by Zell Liew

How to check if an input is empty with JavaScript

Last week, I shared how to check if an input is empty with CSS. Today, let’s talk about the same thing, but with JavaScript.

It’s much simpler.

Here’s what we’re building:

Events to validate the input

If you want to validate the input when a user types into the field, you can use the input event.

const input = document.querySelector('input')input.addEventListener('input', evt => {  // Validate input})

If you want to validate the input when a user submits a form, you can use the submit event. Make sure you prevent the default behavior withpreventDefault.

If you don’t prevent the default behavior, browsers will navigate the user to the URL stated in the action attribute.

const form = document.querySelector('form')form.addEventListener('submit', evt => {  evt.preventDefault()
// Validate input})

Validating the input

We want to know whether an input is empty. For our purpose, empty means:

  1. The user hasn’t typed anything into the field
  2. The user has typed one or more empty spaces, but not other characters

In JavaScript, the pass/fail conditions can be represented as:

// Empty' ''  ''   '
// Filled'one-word''one-word '' one-word'' one-word ''one phrase with whitespace''one phrase with whitespace '' one phrase with whitespace'' one phrase with whitespace '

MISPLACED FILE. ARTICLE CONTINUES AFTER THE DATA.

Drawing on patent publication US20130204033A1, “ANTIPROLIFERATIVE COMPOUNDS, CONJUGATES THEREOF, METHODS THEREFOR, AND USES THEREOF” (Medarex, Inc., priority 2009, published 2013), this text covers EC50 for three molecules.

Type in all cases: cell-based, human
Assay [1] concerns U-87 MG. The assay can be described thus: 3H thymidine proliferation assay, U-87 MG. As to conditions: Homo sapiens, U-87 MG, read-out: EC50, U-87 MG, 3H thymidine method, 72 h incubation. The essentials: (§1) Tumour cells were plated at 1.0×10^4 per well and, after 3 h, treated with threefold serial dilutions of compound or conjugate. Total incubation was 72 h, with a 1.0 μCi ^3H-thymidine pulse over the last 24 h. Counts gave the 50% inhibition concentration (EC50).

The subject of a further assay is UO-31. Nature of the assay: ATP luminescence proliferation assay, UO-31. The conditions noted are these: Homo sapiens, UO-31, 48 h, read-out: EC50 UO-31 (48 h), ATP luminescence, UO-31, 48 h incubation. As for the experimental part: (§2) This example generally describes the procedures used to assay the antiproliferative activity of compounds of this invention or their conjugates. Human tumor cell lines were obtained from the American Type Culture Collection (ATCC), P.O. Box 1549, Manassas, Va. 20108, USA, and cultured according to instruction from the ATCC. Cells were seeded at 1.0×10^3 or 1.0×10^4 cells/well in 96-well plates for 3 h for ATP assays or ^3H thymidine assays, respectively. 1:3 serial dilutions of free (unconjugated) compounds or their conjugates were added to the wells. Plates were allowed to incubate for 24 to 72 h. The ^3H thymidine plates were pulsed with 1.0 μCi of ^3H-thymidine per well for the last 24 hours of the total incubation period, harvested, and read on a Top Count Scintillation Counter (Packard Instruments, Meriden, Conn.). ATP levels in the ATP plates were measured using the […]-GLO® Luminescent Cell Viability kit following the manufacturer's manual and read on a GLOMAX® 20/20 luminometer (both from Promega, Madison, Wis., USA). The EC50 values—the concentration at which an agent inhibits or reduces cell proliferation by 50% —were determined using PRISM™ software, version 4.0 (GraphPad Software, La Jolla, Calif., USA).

Checking this is easy. We just need to use the trim method. trim removes any whitespace from the front and back of a string.

const value = input.value.trim()

If the input is valid, you can set data-state to valid. If the input is invalid, you can set the data-state to invalid.

// This is JavaScript 
input.addEventListener('input', evt => {  const value = input.value.trim()
if (value) {    input.dataset.state = 'valid'  } else {    input.dataset.state = 'invalid'  }})
/* This is CSS */
/* Show red borders when filled, but invalid */input[data-state="invalid"] {  border-color: hsl(0, 76%, 50%);}
/* Show green borders when valid */input[data-state="valid"] {  border-color: hsl(120, 76%, 50%);}This isn’t the end yet. We have a problem.

When a user enters text into the field, input validation begins. However, if the user removes all text from the field, the input continues to be invalid.

We don’t want to invalidate the input if the user removes all text. They may need a moment to think, but the invalidated state sets off an unnecessary alarm.

To fix this, we can check whether the user has entered any text into the input before we trim it.

input.addEventListener('input', evt => {  const value = input.value
if (!value) {    input.dataset.state = ''    return  }
const trimmed = value.trim()
if (trimmed) {    input.dataset.state = 'valid'  } else {    input.dataset.state = 'invalid'  }})

Here’s a Codepen for you to play with:

See the Pen Empty validation with JavaScript by Zell Liew (@zellwk) on CodePen.

Thanks for reading. Did this article help you out? If it did, I hope you consider sharing it. You might help someone else out. Thanks so much!

This article was originally posted at my blog.
Sign up for my newsletter if you want more articles to help you become a better frontend developer.